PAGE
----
Substantive Due Process
Long ago, when we were in law school and dinosaurs walked the earth, we were taught that substantive due process was a dead letter since the New Deal SCOTUS corrected its Lochner era error. Who knows if that is still mainstream jurisprudential thinking, or even if there is such a thing anymore as mainstream jurisprudence. Anyway, the court in Legaretta followed the current dance steps for substantive due process analysis, and held that the vaccine mandate neither shocked the conscience (via arbitrary and unrestrained executive action) nor deprived the plaintiffs of fundamental rights (via legislative action that served no compelling interest). The right to practice one’s chosen profession does not invoke heightened scrutiny. (If it did, we’d sue somebody on the theory we should be a professional golfer with two Lamborghinis in the garage.) Instead, the correct inquiry is whether there was a rational basis for the vaccine mandate. Here’s a news flash – Covid is dangerous and vaccines protect people. Or forget about news flashes or anything new. The ancient Jacobson SCOTUS decision (decided the same term as Lochner) settled the issue long ago that society can protect itself from a disease epidemic. The plaintiffs tried to evade Jacobson by arguing that the Covid vaccine is not a real vaccine and is insufficiently supported by data. Nice try, we say with utmost insincerity. The Legaretta court sided with the people wearing stethoscopes as opposed to those wearing tinfoil hats, and rejected the plaintiff position.
The unconstitutional condition doctrine forbids burdening enumerated constitutional rights by coercively withholding benefits from those who exercise those rights. But the plaintiffs never identified a fundamental right and, while they were faced with a tough choice, they still had a choice. If they chose to be stupid, that is on them. In the NPR radio show we listened to, the surviving sister said that she toggled between feeling sorrow for the loss of her father and brother and feeling that they had be clowned themselves. Yep.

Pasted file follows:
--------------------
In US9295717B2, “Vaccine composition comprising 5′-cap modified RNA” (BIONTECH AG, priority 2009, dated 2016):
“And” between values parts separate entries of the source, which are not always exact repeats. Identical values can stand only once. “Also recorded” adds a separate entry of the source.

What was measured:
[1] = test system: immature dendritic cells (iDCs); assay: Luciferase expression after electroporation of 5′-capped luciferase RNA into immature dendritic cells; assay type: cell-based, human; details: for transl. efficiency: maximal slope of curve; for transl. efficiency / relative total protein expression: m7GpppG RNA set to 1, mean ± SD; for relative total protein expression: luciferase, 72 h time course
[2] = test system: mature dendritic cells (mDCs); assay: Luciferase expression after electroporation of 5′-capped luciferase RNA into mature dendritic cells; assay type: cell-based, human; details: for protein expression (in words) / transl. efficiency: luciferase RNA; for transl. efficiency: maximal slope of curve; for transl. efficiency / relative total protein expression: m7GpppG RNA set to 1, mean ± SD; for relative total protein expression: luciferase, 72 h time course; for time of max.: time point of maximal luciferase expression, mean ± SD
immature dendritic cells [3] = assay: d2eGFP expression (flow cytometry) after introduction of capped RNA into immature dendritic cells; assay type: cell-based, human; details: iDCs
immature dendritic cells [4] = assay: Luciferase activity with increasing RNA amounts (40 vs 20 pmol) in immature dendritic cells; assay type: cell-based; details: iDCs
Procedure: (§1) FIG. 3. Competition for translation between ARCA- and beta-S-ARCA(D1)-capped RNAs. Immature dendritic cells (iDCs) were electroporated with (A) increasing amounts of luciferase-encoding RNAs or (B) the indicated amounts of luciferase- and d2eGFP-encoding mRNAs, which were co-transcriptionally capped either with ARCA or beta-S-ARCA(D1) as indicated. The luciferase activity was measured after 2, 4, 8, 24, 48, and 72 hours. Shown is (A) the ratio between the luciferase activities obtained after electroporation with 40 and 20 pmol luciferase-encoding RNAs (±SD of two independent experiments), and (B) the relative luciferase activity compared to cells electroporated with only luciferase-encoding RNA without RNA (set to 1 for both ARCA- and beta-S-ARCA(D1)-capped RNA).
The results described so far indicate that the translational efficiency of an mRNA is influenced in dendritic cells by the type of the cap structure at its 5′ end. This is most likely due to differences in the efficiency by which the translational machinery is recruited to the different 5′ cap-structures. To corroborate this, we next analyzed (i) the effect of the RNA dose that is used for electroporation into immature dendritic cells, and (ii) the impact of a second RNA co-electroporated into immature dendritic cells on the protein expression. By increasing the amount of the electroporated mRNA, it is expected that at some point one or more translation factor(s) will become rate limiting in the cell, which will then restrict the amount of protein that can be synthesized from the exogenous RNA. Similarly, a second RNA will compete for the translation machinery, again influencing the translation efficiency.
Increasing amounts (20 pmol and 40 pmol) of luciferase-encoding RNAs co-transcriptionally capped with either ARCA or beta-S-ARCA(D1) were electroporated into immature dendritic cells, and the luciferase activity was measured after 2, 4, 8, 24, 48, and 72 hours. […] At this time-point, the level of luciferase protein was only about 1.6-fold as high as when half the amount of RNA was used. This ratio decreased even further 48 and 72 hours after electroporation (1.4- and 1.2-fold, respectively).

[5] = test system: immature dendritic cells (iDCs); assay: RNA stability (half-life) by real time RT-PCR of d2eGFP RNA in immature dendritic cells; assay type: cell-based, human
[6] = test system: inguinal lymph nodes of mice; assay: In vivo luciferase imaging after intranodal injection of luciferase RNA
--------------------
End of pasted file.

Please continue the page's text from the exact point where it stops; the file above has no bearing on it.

International Human Rights
The Nazis performed horrible medical experiments on people and we all (let’s hope) can agree that was really bad. The Nuremberg Code forbids such experiments. The plaintiffs’ invocation of that Code in this context is so wrongheaded as to be offensive. Big surprise: there is zero international legal authority that vaccine mandates intended to combat a worldwide plague equate to the experiments done in German concentration camps. No international norm supports the plaintiffs’ claim, and the court gave the claim the short shrift it deserved.
State Law Claims
Maybe the New Mexico state law claims were not quite as bereft of factual and legal support as the federal and international law arguments. Maybe. We doubt it. But we’ll never know because the Legaretta court declined to decide the plaintiffs’ pendent state law claims. The federal court washed its hands of these claims.
As well know from our Covid experience, washing hands is a good idea.
If any anti-vaxxers wish to send us hate email, go ahead. Knock yourselves out. To you, we say what the Canadian citizen said when her anti-vaxxer city councilman showed up at her door. Get on YouTube and find it — if you can figure out how.